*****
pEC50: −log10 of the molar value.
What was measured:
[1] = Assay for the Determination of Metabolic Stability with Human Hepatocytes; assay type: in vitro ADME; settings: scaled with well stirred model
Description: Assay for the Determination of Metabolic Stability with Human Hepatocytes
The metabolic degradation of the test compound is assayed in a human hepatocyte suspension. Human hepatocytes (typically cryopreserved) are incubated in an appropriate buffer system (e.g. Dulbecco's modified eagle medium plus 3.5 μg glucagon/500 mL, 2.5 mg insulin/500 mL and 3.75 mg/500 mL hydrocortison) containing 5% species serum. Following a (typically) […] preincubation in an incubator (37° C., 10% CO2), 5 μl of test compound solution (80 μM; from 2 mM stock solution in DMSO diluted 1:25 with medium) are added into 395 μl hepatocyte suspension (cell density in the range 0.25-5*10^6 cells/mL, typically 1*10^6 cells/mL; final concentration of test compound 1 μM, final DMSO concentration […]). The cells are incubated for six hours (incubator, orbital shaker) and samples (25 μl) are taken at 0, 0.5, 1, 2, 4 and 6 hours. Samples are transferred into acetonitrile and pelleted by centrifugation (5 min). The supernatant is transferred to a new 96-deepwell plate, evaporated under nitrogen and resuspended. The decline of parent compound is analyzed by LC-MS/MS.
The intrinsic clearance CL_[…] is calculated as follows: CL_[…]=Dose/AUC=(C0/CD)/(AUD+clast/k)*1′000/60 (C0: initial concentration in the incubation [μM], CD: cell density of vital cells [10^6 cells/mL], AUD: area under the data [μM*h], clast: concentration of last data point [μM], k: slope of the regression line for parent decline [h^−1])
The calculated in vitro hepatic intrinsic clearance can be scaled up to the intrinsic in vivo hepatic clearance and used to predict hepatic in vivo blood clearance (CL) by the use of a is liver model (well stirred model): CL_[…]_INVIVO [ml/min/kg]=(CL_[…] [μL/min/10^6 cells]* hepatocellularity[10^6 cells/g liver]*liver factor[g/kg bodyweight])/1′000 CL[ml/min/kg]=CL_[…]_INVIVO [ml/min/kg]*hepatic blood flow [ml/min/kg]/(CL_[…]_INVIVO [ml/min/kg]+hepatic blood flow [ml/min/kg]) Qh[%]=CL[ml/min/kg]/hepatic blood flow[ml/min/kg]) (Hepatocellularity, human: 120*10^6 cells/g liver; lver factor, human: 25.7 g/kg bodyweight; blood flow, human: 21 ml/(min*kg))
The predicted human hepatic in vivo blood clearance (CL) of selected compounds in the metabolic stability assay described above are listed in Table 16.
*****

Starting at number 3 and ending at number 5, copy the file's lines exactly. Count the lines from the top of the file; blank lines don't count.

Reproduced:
[1] = Assay for the Determination of Metabolic Stability with Human Hepatocytes; assay type: in vitro ADME; settings: scaled with well stirred model
Description: Assay for the Determination of Metabolic Stability with Human Hepatocytes
The metabolic degradation of the test compound is assayed in a human hepatocyte suspension. Human hepatocytes (typically cryopreserved) are incubated in an appropriate buffer system (e.g. Dulbecco's modified eagle medium plus 3.5 μg glucagon/500 mL, 2.5 mg insulin/500 mL and 3.75 mg/500 mL hydrocortison) containing 5% species serum. Following a (typically) […] preincubation in an incubator (37° C., 10% CO2), 5 μl of test compound solution (80 μM; from 2 mM stock solution in DMSO diluted 1:25 with medium) are added into 395 μl hepatocyte suspension (cell density in the range 0.25-5*10^6 cells/mL, typically 1*10^6 cells/mL; final concentration of test compound 1 μM, final DMSO concentration […]). The cells are incubated for six hours (incubator, orbital shaker) and samples (25 μl) are taken at 0, 0.5, 1, 2, 4 and 6 hours. Samples are transferred into acetonitrile and pelleted by centrifugation (5 min). The supernatant is transferred to a new 96-deepwell plate, evaporated under nitrogen and resuspended. The decline of parent compound is analyzed by LC-MS/MS.